- 42.5 lbs – Fully loaded for bikepacking, with Relevate bags (Tangle, Fuel Tank, Mountain Feedbag and Terrapin) stuffed with my camera gear (Sony A6300, 16-50 kit lens, Sony 70-200 F4 and Sigma Art 19mm F2.8), camping gear (Zpack Soloist tent, Exped Symat Hyperlight M air mattress, Big Agnes Horse Thief 35 sleeping bag), all my clothes, spare tubes, Road Morph pump, multi-tool and other toiletries, Selle Anatomica saddle, Industry 9 UL235CX Disc wheels with Clement MSO X’plor 36mm tubeless tires, three bottle cages, rear fender and Time Attack Pedals.
- 24lbs – Set up for commuting with my Relevate Tangle and Gas Tank bags, 45Nrth 120tpi Gravdal studded tires set up tubeless (note this voids warranty), i9 rear wheel, front wheel is a Stan’s Crest Mrk3 rim laced to a Shutter Precision PD-8X M dynamo hub with locally made Wheelsmith spokes. That hub powers a Busch & Müller Luxos U light, Selle Anatomica saddle, spare tube, Topeak Road Morph pump, rear fender and multi-tool.
- 19lbs – Fast road training ride, no bags (spare tube, mini-pump and multi tool go in my back jersey pocket), three bottle cages, i9 wheelset with Clement MSO X’plor 36mm tubeless tires, Fizik Arione 3 saddle, and Time Attack Pedals
Set up tubeless, I have run the Clement tires between 50psi and 18psi depending on conditions. The Clement tires have a soft rubber that grips incredibly well for such a shallow tread, but that comes at the price of fast tread wear. I wore the tread off my rear tire in just 1,200 miles.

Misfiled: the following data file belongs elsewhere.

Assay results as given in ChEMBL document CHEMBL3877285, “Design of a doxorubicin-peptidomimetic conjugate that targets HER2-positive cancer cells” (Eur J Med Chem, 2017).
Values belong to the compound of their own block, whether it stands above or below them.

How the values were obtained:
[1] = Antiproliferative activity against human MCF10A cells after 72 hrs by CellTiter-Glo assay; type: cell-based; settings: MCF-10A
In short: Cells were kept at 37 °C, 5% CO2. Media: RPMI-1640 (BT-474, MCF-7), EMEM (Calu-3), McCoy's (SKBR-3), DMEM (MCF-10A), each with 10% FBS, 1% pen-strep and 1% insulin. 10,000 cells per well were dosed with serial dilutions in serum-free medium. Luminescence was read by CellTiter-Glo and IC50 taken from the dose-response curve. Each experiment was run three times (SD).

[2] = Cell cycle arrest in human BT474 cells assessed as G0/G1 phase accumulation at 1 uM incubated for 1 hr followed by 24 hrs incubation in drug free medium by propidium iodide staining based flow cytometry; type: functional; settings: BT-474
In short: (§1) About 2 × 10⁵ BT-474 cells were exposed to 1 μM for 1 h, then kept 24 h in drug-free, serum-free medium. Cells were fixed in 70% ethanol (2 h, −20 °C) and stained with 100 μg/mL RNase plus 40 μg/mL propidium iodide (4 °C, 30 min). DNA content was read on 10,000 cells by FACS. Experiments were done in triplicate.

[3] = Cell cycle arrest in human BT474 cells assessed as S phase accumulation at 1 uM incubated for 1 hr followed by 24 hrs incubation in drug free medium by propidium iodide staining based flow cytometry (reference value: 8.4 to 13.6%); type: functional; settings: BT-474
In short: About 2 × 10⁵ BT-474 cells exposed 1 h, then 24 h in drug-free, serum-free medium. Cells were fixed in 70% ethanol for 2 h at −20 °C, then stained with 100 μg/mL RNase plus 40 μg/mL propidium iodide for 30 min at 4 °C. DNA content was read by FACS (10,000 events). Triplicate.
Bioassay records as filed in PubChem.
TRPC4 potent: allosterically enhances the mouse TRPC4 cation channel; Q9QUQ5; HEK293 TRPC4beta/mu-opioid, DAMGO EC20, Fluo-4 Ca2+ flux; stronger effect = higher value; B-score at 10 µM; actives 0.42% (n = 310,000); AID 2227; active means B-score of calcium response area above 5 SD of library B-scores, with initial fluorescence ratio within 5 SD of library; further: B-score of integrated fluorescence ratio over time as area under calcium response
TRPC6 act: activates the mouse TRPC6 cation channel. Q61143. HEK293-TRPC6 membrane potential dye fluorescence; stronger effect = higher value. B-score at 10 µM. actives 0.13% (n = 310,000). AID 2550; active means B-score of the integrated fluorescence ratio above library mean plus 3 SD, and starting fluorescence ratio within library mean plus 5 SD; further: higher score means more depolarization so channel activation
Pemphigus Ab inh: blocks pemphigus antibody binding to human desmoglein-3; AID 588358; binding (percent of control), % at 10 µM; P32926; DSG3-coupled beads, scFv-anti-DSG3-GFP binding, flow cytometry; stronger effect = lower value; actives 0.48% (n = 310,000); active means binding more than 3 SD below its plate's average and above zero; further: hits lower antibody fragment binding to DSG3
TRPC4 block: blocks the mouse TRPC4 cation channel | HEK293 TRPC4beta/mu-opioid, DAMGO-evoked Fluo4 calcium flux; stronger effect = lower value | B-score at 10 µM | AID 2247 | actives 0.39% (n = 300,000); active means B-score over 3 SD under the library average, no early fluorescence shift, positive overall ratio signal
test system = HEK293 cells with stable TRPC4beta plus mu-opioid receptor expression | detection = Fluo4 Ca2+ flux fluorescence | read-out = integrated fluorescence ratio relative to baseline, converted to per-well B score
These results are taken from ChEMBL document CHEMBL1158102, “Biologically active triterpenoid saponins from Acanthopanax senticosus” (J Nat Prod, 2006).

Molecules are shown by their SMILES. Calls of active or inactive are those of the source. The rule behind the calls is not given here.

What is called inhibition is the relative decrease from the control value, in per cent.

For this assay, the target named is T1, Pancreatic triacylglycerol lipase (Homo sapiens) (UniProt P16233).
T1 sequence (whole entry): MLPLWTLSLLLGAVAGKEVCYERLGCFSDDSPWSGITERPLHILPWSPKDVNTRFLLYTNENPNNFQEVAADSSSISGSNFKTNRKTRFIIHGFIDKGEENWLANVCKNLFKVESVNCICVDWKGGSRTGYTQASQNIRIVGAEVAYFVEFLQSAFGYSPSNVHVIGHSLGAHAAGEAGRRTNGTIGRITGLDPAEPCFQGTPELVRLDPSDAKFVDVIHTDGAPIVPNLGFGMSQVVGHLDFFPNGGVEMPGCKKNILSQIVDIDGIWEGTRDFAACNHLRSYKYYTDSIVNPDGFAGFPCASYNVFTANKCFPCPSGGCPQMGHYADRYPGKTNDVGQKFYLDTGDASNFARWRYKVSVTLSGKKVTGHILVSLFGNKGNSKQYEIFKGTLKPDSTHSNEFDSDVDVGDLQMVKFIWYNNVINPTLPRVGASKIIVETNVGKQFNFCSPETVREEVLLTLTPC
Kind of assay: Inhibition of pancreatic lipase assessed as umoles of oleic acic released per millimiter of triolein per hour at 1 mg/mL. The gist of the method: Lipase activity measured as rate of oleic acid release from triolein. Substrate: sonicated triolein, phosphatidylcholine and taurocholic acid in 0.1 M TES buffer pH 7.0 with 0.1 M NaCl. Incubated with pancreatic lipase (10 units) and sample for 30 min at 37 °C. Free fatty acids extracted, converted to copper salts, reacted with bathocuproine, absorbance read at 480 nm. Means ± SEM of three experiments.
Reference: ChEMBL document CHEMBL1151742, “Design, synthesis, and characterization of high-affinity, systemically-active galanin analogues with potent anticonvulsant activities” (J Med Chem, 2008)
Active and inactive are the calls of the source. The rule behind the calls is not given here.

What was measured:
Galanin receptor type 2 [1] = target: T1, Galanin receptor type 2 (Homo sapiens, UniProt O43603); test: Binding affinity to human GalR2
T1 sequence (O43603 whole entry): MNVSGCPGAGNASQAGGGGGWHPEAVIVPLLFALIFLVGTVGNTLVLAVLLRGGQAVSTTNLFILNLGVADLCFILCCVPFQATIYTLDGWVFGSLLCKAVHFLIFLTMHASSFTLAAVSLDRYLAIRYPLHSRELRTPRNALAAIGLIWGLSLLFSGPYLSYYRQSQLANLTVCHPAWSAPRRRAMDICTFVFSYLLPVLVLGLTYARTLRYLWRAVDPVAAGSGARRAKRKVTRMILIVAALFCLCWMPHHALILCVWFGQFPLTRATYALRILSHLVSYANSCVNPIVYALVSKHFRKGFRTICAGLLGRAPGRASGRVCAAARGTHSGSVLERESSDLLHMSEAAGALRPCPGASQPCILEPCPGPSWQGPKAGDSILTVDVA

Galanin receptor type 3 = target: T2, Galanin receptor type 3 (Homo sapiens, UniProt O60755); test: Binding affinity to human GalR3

This winter I have been running 45Nrth Gravdal 120tpi tires. The folding bead Gravdals are far and away the best riding studded tire I have ever tried on a road/hybrid/commuter bike. I set mine up tubeless (note this voids the warranty) because I regularly commute on some trails built on an old landfill and there is always lots of glass coming up from the ground on the trails. They set up tubeless very quickly and the folding bead makes them super easy to mount compared to most other wire bead studded tires I have tried.
They hold air as well as any tubeless specific tires I have tried. I typically run them about 35 psi for hard pack and down to 18 psi on frozen lakes. I did blow the sidewall off the rim with the pressure over 55 psi, but I really don’t need to run them that hard. The tires weigh about 580 grams, about half a pound lighter than my Nokian A10s with fewer studs.
As I mentioned, I chose a Shimano 105 2×11 drivetrain because it is a dependable workhorse, and the 105 hydraulic brakes with the semi-metallic pads are strong stoppers. The brakes are not XTR strong, but plenty good for loaded downhills on a 700c gravel bike.
I am a huge fan of Industry Nine hubs and wheels. They manage to be light and strong without breaking the bank. Bonus points for being made in America. The Stan’s Crest rims are long proven, and laced up with made in Wisconsin Wheelsmith spokes and the Shutter Precision dynamo hub wired to the a Busch & Müller Luxos U light, I never have to worry about dead batteries in my light and I can keep my iPhone charged while running routes on Ridewithgps.
Compared to the carbon adventure bike competition, the Fyxation is quite a bargain at about $2,500. If they get that new dream fork in before the competition comes up with one, I feel comfortable saying it will be without peer. If you are tempted, contact Fyxation and tell them you read about the bike on Riding Gravel for a great discount.
A special thanks to David Schlabowske and Fyxation for sharing this write-up. If you have any questions or comments, you can send an email to firstname.lastname@example.org or email@example.com.
Note: RidingGravel.com is not being paid, nor bribed for posting this review.